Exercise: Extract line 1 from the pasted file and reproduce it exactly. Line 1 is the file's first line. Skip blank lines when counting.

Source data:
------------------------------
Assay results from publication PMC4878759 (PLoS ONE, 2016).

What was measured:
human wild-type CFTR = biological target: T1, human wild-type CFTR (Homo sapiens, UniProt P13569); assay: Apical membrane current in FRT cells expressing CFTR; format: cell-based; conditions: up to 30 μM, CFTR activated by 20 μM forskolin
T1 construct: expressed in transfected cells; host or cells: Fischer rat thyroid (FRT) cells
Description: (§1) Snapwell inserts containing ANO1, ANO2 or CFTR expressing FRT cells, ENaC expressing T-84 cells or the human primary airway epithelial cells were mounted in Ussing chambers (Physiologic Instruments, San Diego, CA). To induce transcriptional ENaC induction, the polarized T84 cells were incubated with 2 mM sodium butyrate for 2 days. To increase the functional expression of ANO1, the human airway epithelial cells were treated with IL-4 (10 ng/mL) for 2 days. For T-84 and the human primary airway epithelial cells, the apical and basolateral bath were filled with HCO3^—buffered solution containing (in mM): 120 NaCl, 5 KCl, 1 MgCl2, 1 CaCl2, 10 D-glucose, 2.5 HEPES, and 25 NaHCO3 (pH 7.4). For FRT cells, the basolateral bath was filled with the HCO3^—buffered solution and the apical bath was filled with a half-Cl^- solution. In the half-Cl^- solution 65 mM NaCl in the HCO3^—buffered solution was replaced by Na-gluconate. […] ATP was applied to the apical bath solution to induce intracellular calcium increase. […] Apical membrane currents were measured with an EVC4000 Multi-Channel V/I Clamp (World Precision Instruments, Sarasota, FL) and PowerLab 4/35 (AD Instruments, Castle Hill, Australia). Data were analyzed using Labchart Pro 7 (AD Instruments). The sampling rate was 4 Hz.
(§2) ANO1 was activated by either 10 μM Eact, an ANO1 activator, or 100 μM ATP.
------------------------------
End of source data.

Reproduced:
Assay results from publication PMC4878759 (PLoS ONE, 2016).